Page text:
The story of Deepwood begins in 1893 when Dr. Luke A. Port bought the west undivided portion of a six acre block in the Yew Park Addition in Salem, near Mission and 12th Street totaling approximately 4.2 acres. Luke and Lizzie Port had two children; Flora May (Alpha) and a son, Omega. The Port Family hired William C. Knighton to design their home, his first residential commission. Knighton would later become Oregon’s first state Architect, designing the Oregon Supreme Court Building and the Governor Hotel in Portland, Oregon.
The home was built for a cost of $15,000 when the average home of the area cost $1,000. Although the home was completed in 1894, the Port family was never to reside in the home. Prior to its completion while traveling by ship to study chemistry in Germany, son Omega died when his ship capsized during a hurricane. Wife Lizzie and daughter Alpha moved to Los Angeles and Dr. Port sold the home to George and Willie Bingham in 1895. George Bingham was admitted to the Oregon State Bar in 1880 and practiced in Lafayette and McMinnville, before settling in Salem in 1885 where he served Salem as the District Attorney and later as the District Attorney for the Third Judicial District. The Bingham’s made Deepwood their home for 28 years developing the natural gardens with roses, an orchard, grape arbor and vegetable gardens. George Bingham died while serving on the bench, followed later that year by his wife Willie. Alice Bingham Powell, daughter of George and Willie sold the house to Clifford Brown in 1924.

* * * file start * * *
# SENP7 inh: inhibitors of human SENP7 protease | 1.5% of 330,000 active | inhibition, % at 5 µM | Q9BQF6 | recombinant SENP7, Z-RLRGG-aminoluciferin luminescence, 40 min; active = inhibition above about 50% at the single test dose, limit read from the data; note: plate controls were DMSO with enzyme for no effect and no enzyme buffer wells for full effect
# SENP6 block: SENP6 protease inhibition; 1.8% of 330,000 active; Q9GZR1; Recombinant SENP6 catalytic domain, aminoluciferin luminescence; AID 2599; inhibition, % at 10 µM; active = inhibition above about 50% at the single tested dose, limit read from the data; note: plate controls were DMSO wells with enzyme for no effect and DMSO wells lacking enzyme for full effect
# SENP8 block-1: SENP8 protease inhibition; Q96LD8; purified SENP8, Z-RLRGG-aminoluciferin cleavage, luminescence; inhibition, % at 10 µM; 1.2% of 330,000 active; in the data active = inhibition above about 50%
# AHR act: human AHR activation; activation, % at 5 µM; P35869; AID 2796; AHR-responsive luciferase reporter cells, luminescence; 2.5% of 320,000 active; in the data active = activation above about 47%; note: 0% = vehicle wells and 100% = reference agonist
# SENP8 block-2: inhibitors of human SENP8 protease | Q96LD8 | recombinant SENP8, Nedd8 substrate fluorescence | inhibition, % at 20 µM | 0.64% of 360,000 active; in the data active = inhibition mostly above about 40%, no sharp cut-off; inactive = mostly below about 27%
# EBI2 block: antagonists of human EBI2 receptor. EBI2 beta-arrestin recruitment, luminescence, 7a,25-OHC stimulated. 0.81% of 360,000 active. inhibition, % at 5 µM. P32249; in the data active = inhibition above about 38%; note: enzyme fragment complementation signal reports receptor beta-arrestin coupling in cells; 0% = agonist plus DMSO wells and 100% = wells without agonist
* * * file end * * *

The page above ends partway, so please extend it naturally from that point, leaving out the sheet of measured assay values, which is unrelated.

Clifford Brown was the son of a prominent Salem family well acquainted with the Bingham family. He married Alice Bretherton in 1908 and the couple lived at Deepwood until his death by drowning in 1927. Alice lived in the home as a widow, commissioning landscape architects Elizabeth Lord & Edith Schryver to design the gardens. By 1930, Alice was calling the house and gardens “Deepwood” after the children’s book “The Hollow Tree and Deepwoods” Book by Albert Bigelow Paine, a favorite of her sons. In 1935, when the gardens were nearly complete, she had the name Deepwood formally registered as a legal farm name. The longest resident of Deepwood, Alice Bretherton Brown married Keith Powell, widower of Alice Bingham, remaining in the house until their health required relocation in 1968. The city of Salem acquired the home in December 1971 and the Friends of Deepwood, a 501(3)(c) organization, was organized in 1974 to manage the estate.
The mission of Deepwood is to preserve the historic integrity of the house and gardens as a living museum and estate for public education and enjoyment. During the past several years, the Friends has replaced all of the carpet in the home with historic wool carpeting, recreated the Tennis Court,and restored the Deepwood Kitchen and Alice Brown Suite. For pictures and information about the recent Alice Brown Restoration project, click here.
For more about the history of the estate, please join us for a tour.